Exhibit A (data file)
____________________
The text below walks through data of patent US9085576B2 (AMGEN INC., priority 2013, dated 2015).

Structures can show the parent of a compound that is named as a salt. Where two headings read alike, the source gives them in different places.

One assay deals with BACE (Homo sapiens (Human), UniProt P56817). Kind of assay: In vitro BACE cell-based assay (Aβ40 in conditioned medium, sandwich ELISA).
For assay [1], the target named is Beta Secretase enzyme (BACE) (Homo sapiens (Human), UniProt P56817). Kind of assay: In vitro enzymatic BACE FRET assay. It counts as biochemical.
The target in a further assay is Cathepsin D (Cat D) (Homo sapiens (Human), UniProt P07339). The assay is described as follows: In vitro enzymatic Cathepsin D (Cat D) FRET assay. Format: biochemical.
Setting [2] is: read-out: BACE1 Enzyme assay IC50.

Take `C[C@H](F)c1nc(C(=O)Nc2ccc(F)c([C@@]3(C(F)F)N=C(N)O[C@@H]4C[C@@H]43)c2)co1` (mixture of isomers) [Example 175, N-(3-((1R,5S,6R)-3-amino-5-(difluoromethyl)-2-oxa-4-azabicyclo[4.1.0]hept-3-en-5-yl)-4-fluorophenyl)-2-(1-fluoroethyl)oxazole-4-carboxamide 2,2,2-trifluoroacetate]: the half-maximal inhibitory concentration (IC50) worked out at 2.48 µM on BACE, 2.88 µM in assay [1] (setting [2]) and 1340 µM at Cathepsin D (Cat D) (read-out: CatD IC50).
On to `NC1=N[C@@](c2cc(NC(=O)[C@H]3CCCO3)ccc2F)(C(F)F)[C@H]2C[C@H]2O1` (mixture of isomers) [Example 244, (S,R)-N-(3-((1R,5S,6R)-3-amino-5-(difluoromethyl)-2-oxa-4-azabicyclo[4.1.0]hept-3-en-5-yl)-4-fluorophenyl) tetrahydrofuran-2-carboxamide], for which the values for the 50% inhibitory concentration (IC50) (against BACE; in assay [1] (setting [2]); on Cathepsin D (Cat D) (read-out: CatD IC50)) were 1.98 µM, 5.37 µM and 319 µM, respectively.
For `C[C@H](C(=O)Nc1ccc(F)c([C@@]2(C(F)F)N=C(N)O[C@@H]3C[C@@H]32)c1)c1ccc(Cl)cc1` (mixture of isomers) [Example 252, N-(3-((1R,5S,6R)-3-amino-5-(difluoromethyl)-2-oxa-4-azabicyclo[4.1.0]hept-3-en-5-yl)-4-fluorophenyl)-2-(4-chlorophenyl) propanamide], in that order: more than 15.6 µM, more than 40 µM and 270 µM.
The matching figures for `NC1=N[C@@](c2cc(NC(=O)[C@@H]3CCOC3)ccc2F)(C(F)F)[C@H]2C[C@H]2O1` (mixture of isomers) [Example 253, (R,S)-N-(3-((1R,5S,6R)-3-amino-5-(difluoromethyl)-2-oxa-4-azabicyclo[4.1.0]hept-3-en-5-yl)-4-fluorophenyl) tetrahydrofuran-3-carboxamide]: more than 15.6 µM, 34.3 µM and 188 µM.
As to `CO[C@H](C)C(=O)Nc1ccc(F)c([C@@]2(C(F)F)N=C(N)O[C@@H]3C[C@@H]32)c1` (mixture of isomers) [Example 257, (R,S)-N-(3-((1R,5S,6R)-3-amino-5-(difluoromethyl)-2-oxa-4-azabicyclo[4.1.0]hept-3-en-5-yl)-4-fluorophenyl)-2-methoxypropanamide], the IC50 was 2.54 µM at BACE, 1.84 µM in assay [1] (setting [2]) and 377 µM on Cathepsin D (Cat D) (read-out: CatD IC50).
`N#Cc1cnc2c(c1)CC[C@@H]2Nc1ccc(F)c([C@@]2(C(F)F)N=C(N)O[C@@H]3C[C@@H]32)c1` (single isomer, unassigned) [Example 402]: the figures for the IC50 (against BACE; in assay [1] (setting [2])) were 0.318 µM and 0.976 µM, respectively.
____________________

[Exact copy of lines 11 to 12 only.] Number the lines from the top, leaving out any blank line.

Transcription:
As to `CO[C@H](C)C(=O)Nc1ccc(F)c([C@@]2(C(F)F)N=C(N)O[C@@H]3C[C@@H]32)c1` (mixture of isomers) [Example 257, (R,S)-N-(3-((1R,5S,6R)-3-amino-5-(difluoromethyl)-2-oxa-4-azabicyclo[4.1.0]hept-3-en-5-yl)-4-fluorophenyl)-2-methoxypropanamide], the IC50 was 2.54 µM at BACE, 1.84 µM in assay [1] (setting [2]) and 377 µM on Cathepsin D (Cat D) (read-out: CatD IC50).
`N#Cc1cnc2c(c1)CC[C@@H]2Nc1ccc(F)c([C@@]2(C(F)F)N=C(N)O[C@@H]3C[C@@H]32)c1` (single isomer, unassigned) [Example 402]: the figures for the IC50 (against BACE; in assay [1] (setting [2])) were 0.318 µM and 0.976 µM, respectively.